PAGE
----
This next-generation virtual-ready infrastructure is being achieved through the implementation of innovative solutions such as the Dell Advanced Infrastructure Manager (AIM). A virtual-ready infrastructure enabled by AIM delivers significant improvements in ROI by reducing the number of servers, cutting energy consumption, simplifying provisioning, reducing complexity and making the entire infrastructure more efficient and cost-effective.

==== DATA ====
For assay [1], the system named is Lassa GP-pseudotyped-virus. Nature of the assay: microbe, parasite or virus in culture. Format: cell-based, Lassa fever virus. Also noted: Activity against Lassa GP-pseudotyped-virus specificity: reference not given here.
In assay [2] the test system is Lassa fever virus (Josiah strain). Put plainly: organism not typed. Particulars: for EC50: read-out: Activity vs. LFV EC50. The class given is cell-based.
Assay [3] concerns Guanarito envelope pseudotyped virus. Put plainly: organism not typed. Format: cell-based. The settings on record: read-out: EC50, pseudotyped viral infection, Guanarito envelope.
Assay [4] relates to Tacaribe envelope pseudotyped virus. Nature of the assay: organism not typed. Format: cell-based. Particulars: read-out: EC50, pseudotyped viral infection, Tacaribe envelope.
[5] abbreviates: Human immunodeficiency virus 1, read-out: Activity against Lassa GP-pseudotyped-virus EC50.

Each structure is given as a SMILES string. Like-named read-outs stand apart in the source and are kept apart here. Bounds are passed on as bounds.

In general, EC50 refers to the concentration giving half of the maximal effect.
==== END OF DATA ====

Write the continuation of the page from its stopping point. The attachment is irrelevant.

1Cashing In On A Virtual-Ready InfrastructureT professionals are under constant pressure to upgrade their organization s infrastructure. They are managing more devices, more data, more services and more applications, with no end in sight. This has put a tremendous strain on data centers not to mention added considerable costs. And all of this is taking place during a time of tighter IT budgets and smaller staffs. Fortunately, necessity has been the mother of invention: Innovations in information technology have enabled organizations to manage their IT resources more effectively and efficiently. Technology advances from blade servers to virtualization and now cloud computing are creating opportunities for businesses to accomplish more utilizing fewer resources.And now one of the next great IT breakthroughs is taking place in the data center itself: The move to a new type of architecture that is all about being faster to deploy, easier to adapt and far more capable of enabling predictive outcomes. In short, a new type of infrastructure that is all about being more responsive to the needs of the business. This next generation of data center is known as a virtual-ready infrastructure. It is characterized as virtual-ready because it enables IT to break down the silos that have been built between computing, networking and storage and enables the entire IT infrastructure to be virtualized. The result is an infrastructure that delivers significant cost savings while driving maximum fexibility and efficiencies. In addition, this next-generation data center holds the promise of dramatically reducing lifecycle costs by creating a strategic, simple path to upgrading an organization s IT infrastructure for now and the future.This next-generation virtual-ready infrastructure is being achieved through the implementation of innovative solutions such as the Dell Advanced Infrastructure Manager (AIM). A virtual-ready infrastructure enabled by AIM delivers significant improvements in ROI by reducing the number of IThe next generation of infrastructure management reduces costs and improves efficiencies. Stand still and you will be left behind. Untitled Document2servers, cutting energy consumption, simplifying provisioning, reducing complexity and making the entire infrastructure more efficient and cost-effective. Most importantly, a virtual-ready infrastructure enables IT departments to align the data center with the needs of the business and provides organizations with unprecedented flexibility, versatility and efficiency. In doing so, it enables requests from business to IT to be handled much more quickly and also lowers the overall risk for IT outages. And it is available now. A New Approach to Building the Data CenterDell AIM reflects Dell s vision of the next generation of data centers that are open, dynamic, simple to install, easy to manage and truly virtual-1501209060300As IsTo BeCAPEX Savings Potential from Dell AIMDR HA ServersDR production serversHA serversDevelopment serversProduction serversUntitled Document3ready. The ability to dynamically change and manage the infrastructure which enables instant provisioning and automatic rapid recovery from server failures is based on a new approach to building the data center infrastructure built on two core principles:1. Operations are executed using logical definitions of data center resources that exist independently of the physical infrastructure.2. The logical definitions are mapped to physical resources dynamically by a resource manager, which is aware of the state and composition of the physical infrastructure.This means that the server image is disassociated from the physical hardware, stored on centralized storage and booted on a server that is dynamically selected either automatically or by an operator. The consequent changes to the network and storage access are automated as well. The result is a data center that streamlines and automates resource management and allows data center operations to be run independently of the state and composition of the underlying physical infrastructure.Under this vision, the infrastructure is not only virtual-ready but is also flexible, scalable, less complex to manage and much more ready to adapt to the changing needs of the business. Adding new servers, for example, is just plug-and-play: As they come on to the network, they are discovered automatically and added to the available resource pool. Change management is also easily facilitated: As capacity demands fluctuate, Dell AIM enables IT personnel to assign resources where they are needed without requiring physical changes to the infrastructure. Delivering Maximum ROIThere are myriad reasons for building a virtual-ready infrastructure using Dell AIM: It is simple to install, it can be rolled out gradually across the organization, it supports open standards, it supports the existing infrastructure, it reduces energy consumption and it future-proofs the data center. Ultimately it bolsters the bottom line by reducing costs and delivering maximum return on investment. This maximum ROI is achieved by reducing capital expenditures, saving money on energy consumption, reducing software licensing fees, enhancing business continuity and creating significant operational efficiencies. Here are just some of the innovative ways in which a virtual-ready infrastructure enhances ROI:Reduced Capital Expenditures: The organization will be able to optimize and maximize its use of servers, storage and networks and will be able to save money by deploying less hardware. For example, with a virtual-ready infrastructure it is possible to dynamically repurpose the hardware to serve different needs in different time zones across the world. It enables the enterprise to figuratively follow the sun: As the workload is ramping down in one part of the world, the computing resources can be shifted dynamically to another. The capital savings here could be significant. Once an organization spends less on servers, it saves on power consumption, on software licensing fees and on IT support.CAPEX savings can also be achieved because a virtual-ready infrastructure will allow the organization to deploy fewer servers for backup and disaster recovery. Dell AIM, for example, offers automatic Untitled Document4server failover, which eliminates downtime and also reduces the number of spare servers required. AIM uses a common pool of spares to service the failover needs of multiple servers. This means fewer spare servers are required in the data center and for disaster recovery. Again, fewer servers mean incremental CAPEX savings long- and short- term in reduced energy consumption and reduced software licensing fees. In addition to these savings, Dell AIM supports open standards and existing infrastructure. This means organizations don t have to get rid of any equipment in their infrastructure and can, in fact, revitalize their current investment. By deploying a virtual-ready infrastructure that supports open standards, IT can buy best-of-breed products now and in the future; and can also create longer life spans for existing equipment by repurposing it, as newer equipment is provisioned. There are opportunities for additional CAPEX savings: For example, with a virtual-ready infrastructure an organization could remove local hard disks from each server and run everything remotely on a storage area network. This provides savings in power consumption and hardware costs while delivering better recovery and backup: Simply by eliminating local disks in servers and transitioning to boot from central storage, organizations can reduce server power use by up to 25%. Additional savings in power can be achieved by automatically powering off unused servers. Another area of savings could be in applications development: Developers may no longer require separate servers to write an application. Every little bit helps. Operational Efficiency Improvements: Cost savings and ROI can be achieved in a number of other ways through the deployment Dell AIM as the foundation for a virtual-ready infrastructure. One of the more interesting ways to look at the value of this new type of infrastructure is the impact it has on the refresh cycle. Often IT will keep an application running on a server until the server is fully depreciated. This can make for a lot of older, inefficient equipment. In a virtual-ready infrastructure the applications are not sitting on any particular server, which means you can refresh the data center as often as you want with confidence. This means the data center is never static, but it s also never in a state of flux. The refresh is simple, quick and transparent to the users.In fact, it is the rapid provisioning of hardware and applications that provides some of the most significant efficiency improvements to IT. With the Dell AIM approach to a virtual-ready infrastructure new servers are discovered automatically and added to the resource pool. This saves the IT department considerable time and expense in deploying new devices and in rolling out new applications. It also means ongoing maintenance costs will be reduced, with fewer servers and automatic recovery from failures. In addition, the complexity involved in certain IT tasks, such as provisioning, will be reduced so the IT department can deploy its most skilled workers on its most strategic initiatives. Reducing complexity also reduces risk: When you follow a manual process, you have the possibility of introducing inconsistencies into the process. When the process is automated, risk is reduced and consistency is maintained.Reducing Risk, Boosting FlexibilityUntitled Document5Not every benefit can be measured strictly in terms of ROI. In fact, certain benefits may fall into the priceless category. For example, a virtual-ready data center can respond quickly to the changing needs of the business. This enables a more rapid rollout of new applications and it significantly reduces the elapsed time for the IT department to respond to service requests from the business units. At the end of the day, IT is all about focusing on the needs of the business. Making the business more competitive, responsive to customer needs and responsive to employees? Priceless. Another benefit is business continuity. Downtime can impact sales, reputation, morale and confidence in a brand. The Dell AIM provides an N+1 availability solution in which a spare server anywhere in the infrastructure can replace any failed server. Server failures are detected automatically and the failed server s image is immediately targeted to an available spare server. At the same time, network and storage connectivity are established on the new server as well. This feature also improves an organization s ability to plan for and respond to disasters, so IT can spend less time and money in implementing disaster recovery plans.OpEx Savings Potential (IT Admin) from AIMAs IsTo BeInnovationDecreaseddeployment timeTime savedreversing humanerrorsReduced time spent on reversing virtualization to resolving ISV supportTime reduced on verifying /testing DRMaintenanceUntitled Document6Flexibility is another important characteristic to look for in this next-generation data center. While there is no doubt that organizations will be increasing their use of virtualization, there will still be pockets of resistance and fear. Financial departments, for example, may want their own physical servers. A product like Dell AIM enables IT to manage both virtual and physical machines from the same management platform, so if a particular application needs to be switched back from a virtual environment to a physical machine, the process can be handled quickly, efficiently and easily. Organizations also do not have to go through a time-consuming conversion process for migrating workloads between physical servers and virtual machines. Why Wait?This is one of those transitional times in IT where it will actually cost your organization more by staying with the status quo rather than moving ahead to the next-generation. The amount of savings that can be achieved by moving to a virtual-ready infrastructure as well as the potential ROI is too compelling to ignore, particularly at a time when IT is moving forward and investing in the data center. In a recent survey by InformationWeek, data center software infrastructure virtualization, management software, SOA, Web services or other infrastructure upgrades was cited as the number one investment target for 2010. If you re going to be investing in data center infrastructure, ROI should be a critical determining factor.But the benefits of moving to a virtual-ready infrastructure go beyond ROI and cost savings: Now is the opportunity to put in place an architecture that can serve a business infrastructure needs for many years to come. The reality is that virtualization is becoming more and more ingrained in the data center, and moving to a virtual-ready infrastructure gives organizations tremendous flexibility and efficiency in adapting the infrastructure to serve the needs of the business. The need for this next-generation infrastructure is certainly there: No matter what happens, IT will continue to be asked to deliver more and will be asked to stretch resources as far as possible. The technology is also there, particularly as embodied in innovative solutions such as Dell AIM. And, even if your organization does not have incremental money to spend on improving the data center, the ROI involved in making this kind of move means that the financial considerations are such that the transition will pay for itself soon enough.Why wait? The answer is simple: You shouldn t. Untitled Document7T aking AIM At Reducing TCOIf you re thinking about upgrading your data center with a virtual-ready infrastructure, you know there is one key question you are going to have to answer: What will be the impact on total cost of ownership?Using conservative methodology, Dell estimates that an upgrade to Advanced Infrastructure Manager (AIM) can deliver a reduction of at least 20% in total cost of ownership over a three-year period in a typical data center that currently has 149 servers. This reduction would come from a combination of reduced servers, lower administrative costs, reduced operating expenses and significantly reduced maintenance expenses.The methodology is conservative because it doesn t account for any increase in virtualization: It basically focuses on the improved efficiencies inherent in upgrading to this next-generation infrastructure. For example, the number of total servers could be cut by about 18% because AIM would enable the organization to reduce the number high-availability servers, disaster recovery servers, spare servers and development servers while also improving performance and availability. With fewer servers there are corresponding savings in power consumption, space, software licensing fees and ongoing administration and maintenance. AIM also enables IT administrators to improve efficiencies and spend less time on maintenance and more time on functions that are deemed more strategic. Using conservative estimates, AIM can reduce the amount of time administrators spend on maintenance and deployment from about 80% of their time per server to about 35%.How you can save 20% over five years by upgrading your data center